Impact on jobs: The rapid advance in AI technology has sparked concerns about how it would impact employment. There is fear that as AI improves, it could supplant workers creating a pool of unemployable humans who cannot compete economically with machines. While there is no definitive way to predict the scale of job losses or quantify the new jobs that will be created, various studies have attempted to address this question with varying results. For instance, the study by Frey and Osborne predicted that some functions within 47 per cent of jobs will be automated. A report on the OECD countries put the share of jobs potentially lost to computerisation at nine percent. The World Economic Forum’s 2018 report, however, predicts that a net of 58 million new jobs would be created due to the disruption caused by AI. Most studies1 consistently predict that the least well-off will suffer the most from automation. But a new study by Brookings, published in 2019, gives a different prediction. While stating that almost all occupations can be impacted by AI, it shows through a comparative textual analysis of text of AI patents and the text of job descriptions that it would affect better paid, white-collar occupations such as market research analysts, sales managers, computer programmers and personal financial advisors more than low paying, hands-on services such as personal care, food preparation or health care.2
Today’s AI suffers from a number of novel unresolved vulnerabilities. These include data poisoning attacks (introducing training data that causes a learning system to make mistakes), adversarial examples (inputs designed to be misclassified by machine learning systems), and the exploitation of flaws in the design of autonomous systems’ goals. They demonstrate that while AI systems can exceed human performance in many ways, they can also fail in ways that a human never would.
Among the threats to political security, the key one comes from the state. The state can use automated surveillance platforms to suppress dissent.
AI can also mislead and confuse. For example, creation of highly realistic videos showing inflammatory comments by influencers that they never actually made. Automated, hyper-personalised disinformation campaigns can be launched using AI. Individuals can be targeted in swing districts with personalised messages in order to affect their voting behaviour.
In addition to these threats which have a malicious intent, there are threats which are unintentional or system related. Take, for instance, algorithmic bias. Algorithmic bias occurs when a computer system reflects the implicit values of the humans who created it. While generally the blame for bias in AI is put on the training data, the reality is bias can creep in long before the data is collected as well as many other stages of the deep learning process – during the framing of the problem, collecting data, and preparing the data. For example, biases creep in during hiring decisions as Amazon found out that its internal recruiting tool was dismissing female candidates because it was trained on historical hiring decisions which favoured males over females.3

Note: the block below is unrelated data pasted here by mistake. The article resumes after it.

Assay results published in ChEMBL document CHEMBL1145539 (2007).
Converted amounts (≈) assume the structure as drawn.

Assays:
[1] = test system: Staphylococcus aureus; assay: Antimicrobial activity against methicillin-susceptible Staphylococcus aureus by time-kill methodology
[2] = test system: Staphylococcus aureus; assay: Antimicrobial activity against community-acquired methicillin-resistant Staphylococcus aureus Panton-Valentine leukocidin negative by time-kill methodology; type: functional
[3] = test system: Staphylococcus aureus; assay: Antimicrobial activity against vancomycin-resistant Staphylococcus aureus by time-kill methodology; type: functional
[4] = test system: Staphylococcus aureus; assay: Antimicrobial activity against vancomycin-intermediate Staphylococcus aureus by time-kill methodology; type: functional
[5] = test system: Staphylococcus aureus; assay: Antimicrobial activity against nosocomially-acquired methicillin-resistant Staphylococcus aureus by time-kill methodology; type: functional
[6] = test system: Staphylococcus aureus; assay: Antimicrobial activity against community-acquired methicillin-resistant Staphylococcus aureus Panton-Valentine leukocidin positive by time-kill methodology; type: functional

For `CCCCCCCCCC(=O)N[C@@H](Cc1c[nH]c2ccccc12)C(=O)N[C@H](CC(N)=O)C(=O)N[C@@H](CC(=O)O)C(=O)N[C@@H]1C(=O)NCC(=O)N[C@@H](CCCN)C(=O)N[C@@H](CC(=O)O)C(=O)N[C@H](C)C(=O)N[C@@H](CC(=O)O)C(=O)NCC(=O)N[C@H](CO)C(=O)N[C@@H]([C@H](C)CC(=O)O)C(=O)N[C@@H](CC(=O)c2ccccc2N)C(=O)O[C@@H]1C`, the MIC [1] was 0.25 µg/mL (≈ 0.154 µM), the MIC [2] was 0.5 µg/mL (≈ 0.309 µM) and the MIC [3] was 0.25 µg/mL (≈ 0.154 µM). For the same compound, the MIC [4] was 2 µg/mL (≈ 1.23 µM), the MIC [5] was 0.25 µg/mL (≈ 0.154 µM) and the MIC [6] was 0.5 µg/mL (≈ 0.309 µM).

V. Towards a ‘Responsible’ AI
The need for ethics and laws to regulate AI is seen as critical for it to gain the confidence of the public. If AI leads to privacy violations, bias, or malicious use, or if much of the world comes to blame it for exacerbating inequality, the potential of AI would remain unfulfilled. Establishing confidence in its abilities to do good, and at the same time, addressing misuses, will be crucial.
This has prompted many countries to take pro-active steps to frame policies to regulate AI. At the same time, tech giants such as Google, Intel, and Facebook have declared ethical standards they plan to adhere to. India has also woken up to the need to regulate AI and has taken some small steps in that direction.
We need to keep in mind that AI is a tool that can be applied with good or ill intent. Therefore, it is important to think of the ethical implications of AI while designing it. Similarly, we need to find a balance between regulations that protect citizens while also not impeding technological breakthroughs.
1 “Automation and Artificial Intelligence: How Machines are Affecting People and Places,” Muro, Mark; Maxim, Robert; Whiton, Jacob, Brookings, January 2019; “A Future that Works: Automation, Employment and Productivity,” McKinsey Global Institute, 2017; Arntz, M., T. Gregory and U. Zierahn (2016), "The Risk of Automation for Jobs in OECD Countries: A Comparative Analysis", OECD Social, Employment and Migration Working Papers, No. 189, OECD Publishing, Paris.
2 “What jobs are affected by AI? Better Paid, better educated workers face the worst exposure,” Mark Muro, Jacob Whiton and Robert Maxim, Metropolitan Policy Program, Brookings, Nov 2019.
3 “This is how AI bias really happens – and why it’s so hard to fix,” Karen Hao, MIT Technology Review, Feb 4, 2019.
This article is based on excerpts from the book ‘Artificial Intelligence and India’ (Oxford India Short Introductions), by Kaushiki Sanyal and Rajesh Chakrabarti, Oxford University Press, 2020.